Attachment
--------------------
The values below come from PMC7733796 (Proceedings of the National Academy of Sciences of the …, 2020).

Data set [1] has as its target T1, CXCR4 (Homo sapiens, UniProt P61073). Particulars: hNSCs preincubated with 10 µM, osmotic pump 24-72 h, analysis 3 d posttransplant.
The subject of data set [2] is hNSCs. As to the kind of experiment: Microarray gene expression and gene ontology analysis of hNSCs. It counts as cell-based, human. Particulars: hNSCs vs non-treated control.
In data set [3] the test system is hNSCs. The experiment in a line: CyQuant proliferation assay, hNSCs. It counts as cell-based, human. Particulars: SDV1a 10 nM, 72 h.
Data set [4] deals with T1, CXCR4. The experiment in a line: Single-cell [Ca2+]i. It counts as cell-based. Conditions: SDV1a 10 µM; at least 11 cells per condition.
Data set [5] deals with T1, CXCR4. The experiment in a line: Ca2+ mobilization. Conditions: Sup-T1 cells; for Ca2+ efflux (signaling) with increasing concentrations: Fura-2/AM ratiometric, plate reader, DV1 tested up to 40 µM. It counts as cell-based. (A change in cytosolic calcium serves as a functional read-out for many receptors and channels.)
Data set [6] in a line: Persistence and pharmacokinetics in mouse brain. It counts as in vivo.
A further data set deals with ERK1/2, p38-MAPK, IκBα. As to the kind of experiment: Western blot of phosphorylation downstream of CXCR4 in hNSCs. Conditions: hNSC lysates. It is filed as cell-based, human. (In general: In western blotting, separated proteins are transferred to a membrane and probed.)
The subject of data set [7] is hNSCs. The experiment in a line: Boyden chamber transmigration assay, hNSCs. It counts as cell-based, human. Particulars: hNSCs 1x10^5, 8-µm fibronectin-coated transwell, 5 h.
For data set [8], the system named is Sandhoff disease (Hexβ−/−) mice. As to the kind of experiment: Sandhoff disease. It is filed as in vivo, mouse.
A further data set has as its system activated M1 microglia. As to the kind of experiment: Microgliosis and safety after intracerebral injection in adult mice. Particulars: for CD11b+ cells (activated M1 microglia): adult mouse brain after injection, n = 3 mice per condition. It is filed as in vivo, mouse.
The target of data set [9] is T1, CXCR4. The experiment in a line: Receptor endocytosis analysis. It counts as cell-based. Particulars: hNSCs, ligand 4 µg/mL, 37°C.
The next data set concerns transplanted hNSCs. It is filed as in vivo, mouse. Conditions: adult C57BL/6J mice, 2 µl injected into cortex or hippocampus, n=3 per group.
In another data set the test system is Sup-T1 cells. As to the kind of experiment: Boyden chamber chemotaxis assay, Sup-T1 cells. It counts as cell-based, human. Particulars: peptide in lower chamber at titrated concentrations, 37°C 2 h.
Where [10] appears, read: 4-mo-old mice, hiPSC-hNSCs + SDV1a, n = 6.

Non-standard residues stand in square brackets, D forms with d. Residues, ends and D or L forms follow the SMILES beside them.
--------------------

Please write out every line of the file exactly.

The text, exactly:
The values below come from PMC7733796 (Proceedings of the National Academy of Sciences of the …, 2020).

Data set [1] has as its target T1, CXCR4 (Homo sapiens, UniProt P61073). Particulars: hNSCs preincubated with 10 µM, osmotic pump 24-72 h, analysis 3 d posttransplant.
The subject of data set [2] is hNSCs. As to the kind of experiment: Microarray gene expression and gene ontology analysis of hNSCs. It counts as cell-based, human. Particulars: hNSCs vs non-treated control.
In data set [3] the test system is hNSCs. The experiment in a line: CyQuant proliferation assay, hNSCs. It counts as cell-based, human. Particulars: SDV1a 10 nM, 72 h.
Data set [4] deals with T1, CXCR4. The experiment in a line: Single-cell [Ca2+]i. It counts as cell-based. Conditions: SDV1a 10 µM; at least 11 cells per condition.
Data set [5] deals with T1, CXCR4. The experiment in a line: Ca2+ mobilization. Conditions: Sup-T1 cells; for Ca2+ efflux (signaling) with increasing concentrations: Fura-2/AM ratiometric, plate reader, DV1 tested up to 40 µM. It counts as cell-based. (A change in cytosolic calcium serves as a functional read-out for many receptors and channels.)
Data set [6] in a line: Persistence and pharmacokinetics in mouse brain. It counts as in vivo.
A further data set deals with ERK1/2, p38-MAPK, IκBα. As to the kind of experiment: Western blot of phosphorylation downstream of CXCR4 in hNSCs. Conditions: hNSC lysates. It is filed as cell-based, human. (In general: In western blotting, separated proteins are transferred to a membrane and probed.)
The subject of data set [7] is hNSCs. The experiment in a line: Boyden chamber transmigration assay, hNSCs. It counts as cell-based, human. Particulars: hNSCs 1x10^5, 8-µm fibronectin-coated transwell, 5 h.
For data set [8], the system named is Sandhoff disease (Hexβ−/−) mice. As to the kind of experiment: Sandhoff disease. It is filed as in vivo, mouse.
A further data set has as its system activated M1 microglia. As to the kind of experiment: Microgliosis and safety after intracerebral injection in adult mice. Particulars: for CD11b+ cells (activated M1 microglia): adult mouse brain after injection, n = 3 mice per condition. It is filed as in vivo, mouse.
The target of data set [9] is T1, CXCR4. The experiment in a line: Receptor endocytosis analysis. It counts as cell-based. Particulars: hNSCs, ligand 4 µg/mL, 37°C.
The next data set concerns transplanted hNSCs. It is filed as in vivo, mouse. Conditions: adult C57BL/6J mice, 2 µl injected into cortex or hippocampus, n=3 per group.
In another data set the test system is Sup-T1 cells. As to the kind of experiment: Boyden chamber chemotaxis assay, Sup-T1 cells. It counts as cell-based, human. Particulars: peptide in lower chamber at titrated concentrations, 37°C 2 h.
Where [10] appears, read: 4-mo-old mice, hiPSC-hNSCs + SDV1a, n = 6.

Non-standard residues stand in square brackets, D forms with d. Residues, ends and D or L forms follow the SMILES beside them.